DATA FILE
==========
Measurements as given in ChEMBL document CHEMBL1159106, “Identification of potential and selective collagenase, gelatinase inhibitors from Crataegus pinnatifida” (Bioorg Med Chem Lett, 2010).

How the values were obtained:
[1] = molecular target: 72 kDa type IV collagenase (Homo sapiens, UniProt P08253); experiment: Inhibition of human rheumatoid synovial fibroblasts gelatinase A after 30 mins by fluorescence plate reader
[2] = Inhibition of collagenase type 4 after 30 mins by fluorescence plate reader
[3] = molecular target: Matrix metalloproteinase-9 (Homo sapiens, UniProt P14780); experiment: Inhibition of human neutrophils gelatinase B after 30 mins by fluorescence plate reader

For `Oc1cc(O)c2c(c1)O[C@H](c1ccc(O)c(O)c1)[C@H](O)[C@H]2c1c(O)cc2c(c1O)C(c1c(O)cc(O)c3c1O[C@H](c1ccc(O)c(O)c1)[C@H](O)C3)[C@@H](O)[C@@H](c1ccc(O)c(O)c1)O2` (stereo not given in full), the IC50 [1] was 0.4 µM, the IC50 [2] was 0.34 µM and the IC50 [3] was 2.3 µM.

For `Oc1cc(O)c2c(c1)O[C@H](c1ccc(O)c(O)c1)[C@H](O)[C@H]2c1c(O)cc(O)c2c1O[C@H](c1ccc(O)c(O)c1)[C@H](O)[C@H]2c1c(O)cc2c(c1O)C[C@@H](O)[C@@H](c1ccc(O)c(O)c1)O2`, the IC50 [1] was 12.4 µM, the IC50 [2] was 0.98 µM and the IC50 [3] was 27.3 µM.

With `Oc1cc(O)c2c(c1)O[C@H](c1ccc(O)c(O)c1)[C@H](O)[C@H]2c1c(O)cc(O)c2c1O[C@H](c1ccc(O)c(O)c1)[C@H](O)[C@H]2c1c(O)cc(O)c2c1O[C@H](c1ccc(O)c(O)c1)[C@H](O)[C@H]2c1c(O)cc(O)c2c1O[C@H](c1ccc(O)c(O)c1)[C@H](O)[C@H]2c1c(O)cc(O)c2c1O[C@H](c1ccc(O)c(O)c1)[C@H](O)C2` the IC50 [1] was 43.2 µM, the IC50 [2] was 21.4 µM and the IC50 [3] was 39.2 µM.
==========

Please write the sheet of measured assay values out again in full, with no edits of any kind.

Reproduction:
Measurements as given in ChEMBL document CHEMBL1159106, “Identification of potential and selective collagenase, gelatinase inhibitors from Crataegus pinnatifida” (Bioorg Med Chem Lett, 2010).

How the values were obtained:
[1] = molecular target: 72 kDa type IV collagenase (Homo sapiens, UniProt P08253); experiment: Inhibition of human rheumatoid synovial fibroblasts gelatinase A after 30 mins by fluorescence plate reader
[2] = Inhibition of collagenase type 4 after 30 mins by fluorescence plate reader
[3] = molecular target: Matrix metalloproteinase-9 (Homo sapiens, UniProt P14780); experiment: Inhibition of human neutrophils gelatinase B after 30 mins by fluorescence plate reader

For `Oc1cc(O)c2c(c1)O[C@H](c1ccc(O)c(O)c1)[C@H](O)[C@H]2c1c(O)cc2c(c1O)C(c1c(O)cc(O)c3c1O[C@H](c1ccc(O)c(O)c1)[C@H](O)C3)[C@@H](O)[C@@H](c1ccc(O)c(O)c1)O2` (stereo not given in full), the IC50 [1] was 0.4 µM, the IC50 [2] was 0.34 µM and the IC50 [3] was 2.3 µM.

For `Oc1cc(O)c2c(c1)O[C@H](c1ccc(O)c(O)c1)[C@H](O)[C@H]2c1c(O)cc(O)c2c1O[C@H](c1ccc(O)c(O)c1)[C@H](O)[C@H]2c1c(O)cc2c(c1O)C[C@@H](O)[C@@H](c1ccc(O)c(O)c1)O2`, the IC50 [1] was 12.4 µM, the IC50 [2] was 0.98 µM and the IC50 [3] was 27.3 µM.

With `Oc1cc(O)c2c(c1)O[C@H](c1ccc(O)c(O)c1)[C@H](O)[C@H]2c1c(O)cc(O)c2c1O[C@H](c1ccc(O)c(O)c1)[C@H](O)[C@H]2c1c(O)cc(O)c2c1O[C@H](c1ccc(O)c(O)c1)[C@H](O)[C@H]2c1c(O)cc(O)c2c1O[C@H](c1ccc(O)c(O)c1)[C@H](O)[C@H]2c1c(O)cc(O)c2c1O[C@H](c1ccc(O)c(O)c1)[C@H](O)C2` the IC50 [1] was 43.2 µM, the IC50 [2] was 21.4 µM and the IC50 [3] was 39.2 µM.